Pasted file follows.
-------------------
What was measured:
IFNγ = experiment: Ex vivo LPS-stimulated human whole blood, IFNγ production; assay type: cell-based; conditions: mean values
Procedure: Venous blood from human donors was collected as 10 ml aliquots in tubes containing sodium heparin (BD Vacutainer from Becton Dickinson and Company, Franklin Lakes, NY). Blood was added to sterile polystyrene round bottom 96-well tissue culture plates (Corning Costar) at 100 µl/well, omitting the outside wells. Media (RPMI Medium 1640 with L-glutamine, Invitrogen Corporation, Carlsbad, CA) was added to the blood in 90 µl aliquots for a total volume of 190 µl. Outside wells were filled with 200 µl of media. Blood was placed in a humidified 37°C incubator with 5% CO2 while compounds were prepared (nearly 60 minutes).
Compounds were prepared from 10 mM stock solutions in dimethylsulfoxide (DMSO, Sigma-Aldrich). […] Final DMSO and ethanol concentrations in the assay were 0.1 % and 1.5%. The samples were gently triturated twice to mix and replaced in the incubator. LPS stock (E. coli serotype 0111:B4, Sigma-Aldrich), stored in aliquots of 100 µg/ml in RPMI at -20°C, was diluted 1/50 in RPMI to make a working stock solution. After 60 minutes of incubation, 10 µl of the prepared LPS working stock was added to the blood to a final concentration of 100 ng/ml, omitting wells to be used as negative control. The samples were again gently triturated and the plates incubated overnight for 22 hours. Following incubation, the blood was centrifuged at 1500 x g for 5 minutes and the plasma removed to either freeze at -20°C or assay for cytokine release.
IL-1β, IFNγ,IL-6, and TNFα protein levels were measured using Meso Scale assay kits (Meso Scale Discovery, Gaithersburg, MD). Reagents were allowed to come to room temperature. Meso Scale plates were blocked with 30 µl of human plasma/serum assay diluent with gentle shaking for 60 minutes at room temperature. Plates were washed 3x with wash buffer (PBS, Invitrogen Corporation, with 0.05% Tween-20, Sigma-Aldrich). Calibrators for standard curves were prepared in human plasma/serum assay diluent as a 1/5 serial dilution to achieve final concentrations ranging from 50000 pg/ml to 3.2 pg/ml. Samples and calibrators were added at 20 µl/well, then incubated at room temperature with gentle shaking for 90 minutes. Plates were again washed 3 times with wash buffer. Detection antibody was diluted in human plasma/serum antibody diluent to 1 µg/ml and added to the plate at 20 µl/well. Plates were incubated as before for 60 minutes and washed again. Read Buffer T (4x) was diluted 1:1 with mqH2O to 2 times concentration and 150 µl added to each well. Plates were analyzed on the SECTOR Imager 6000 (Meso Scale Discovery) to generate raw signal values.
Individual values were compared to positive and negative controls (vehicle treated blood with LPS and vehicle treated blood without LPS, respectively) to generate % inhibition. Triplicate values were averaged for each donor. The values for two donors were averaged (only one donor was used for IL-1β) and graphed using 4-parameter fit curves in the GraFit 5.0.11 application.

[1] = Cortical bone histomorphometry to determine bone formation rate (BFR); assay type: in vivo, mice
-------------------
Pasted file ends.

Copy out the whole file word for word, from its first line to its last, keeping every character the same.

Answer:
What was measured:
IFNγ = experiment: Ex vivo LPS-stimulated human whole blood, IFNγ production; assay type: cell-based; conditions: mean values
Procedure: Venous blood from human donors was collected as 10 ml aliquots in tubes containing sodium heparin (BD Vacutainer from Becton Dickinson and Company, Franklin Lakes, NY). Blood was added to sterile polystyrene round bottom 96-well tissue culture plates (Corning Costar) at 100 µl/well, omitting the outside wells. Media (RPMI Medium 1640 with L-glutamine, Invitrogen Corporation, Carlsbad, CA) was added to the blood in 90 µl aliquots for a total volume of 190 µl. Outside wells were filled with 200 µl of media. Blood was placed in a humidified 37°C incubator with 5% CO2 while compounds were prepared (nearly 60 minutes).
Compounds were prepared from 10 mM stock solutions in dimethylsulfoxide (DMSO, Sigma-Aldrich). […] Final DMSO and ethanol concentrations in the assay were 0.1 % and 1.5%. The samples were gently triturated twice to mix and replaced in the incubator. LPS stock (E. coli serotype 0111:B4, Sigma-Aldrich), stored in aliquots of 100 µg/ml in RPMI at -20°C, was diluted 1/50 in RPMI to make a working stock solution. After 60 minutes of incubation, 10 µl of the prepared LPS working stock was added to the blood to a final concentration of 100 ng/ml, omitting wells to be used as negative control. The samples were again gently triturated and the plates incubated overnight for 22 hours. Following incubation, the blood was centrifuged at 1500 x g for 5 minutes and the plasma removed to either freeze at -20°C or assay for cytokine release.
IL-1β, IFNγ,IL-6, and TNFα protein levels were measured using Meso Scale assay kits (Meso Scale Discovery, Gaithersburg, MD). Reagents were allowed to come to room temperature. Meso Scale plates were blocked with 30 µl of human plasma/serum assay diluent with gentle shaking for 60 minutes at room temperature. Plates were washed 3x with wash buffer (PBS, Invitrogen Corporation, with 0.05% Tween-20, Sigma-Aldrich). Calibrators for standard curves were prepared in human plasma/serum assay diluent as a 1/5 serial dilution to achieve final concentrations ranging from 50000 pg/ml to 3.2 pg/ml. Samples and calibrators were added at 20 µl/well, then incubated at room temperature with gentle shaking for 90 minutes. Plates were again washed 3 times with wash buffer. Detection antibody was diluted in human plasma/serum antibody diluent to 1 µg/ml and added to the plate at 20 µl/well. Plates were incubated as before for 60 minutes and washed again. Read Buffer T (4x) was diluted 1:1 with mqH2O to 2 times concentration and 150 µl added to each well. Plates were analyzed on the SECTOR Imager 6000 (Meso Scale Discovery) to generate raw signal values.
Individual values were compared to positive and negative controls (vehicle treated blood with LPS and vehicle treated blood without LPS, respectively) to generate % inhibition. Triplicate values were averaged for each donor. The values for two donors were averaged (only one donor was used for IL-1β) and graphed using 4-parameter fit curves in the GraFit 5.0.11 application.

[1] = Cortical bone histomorphometry to determine bone formation rate (BFR); assay type: in vivo, mice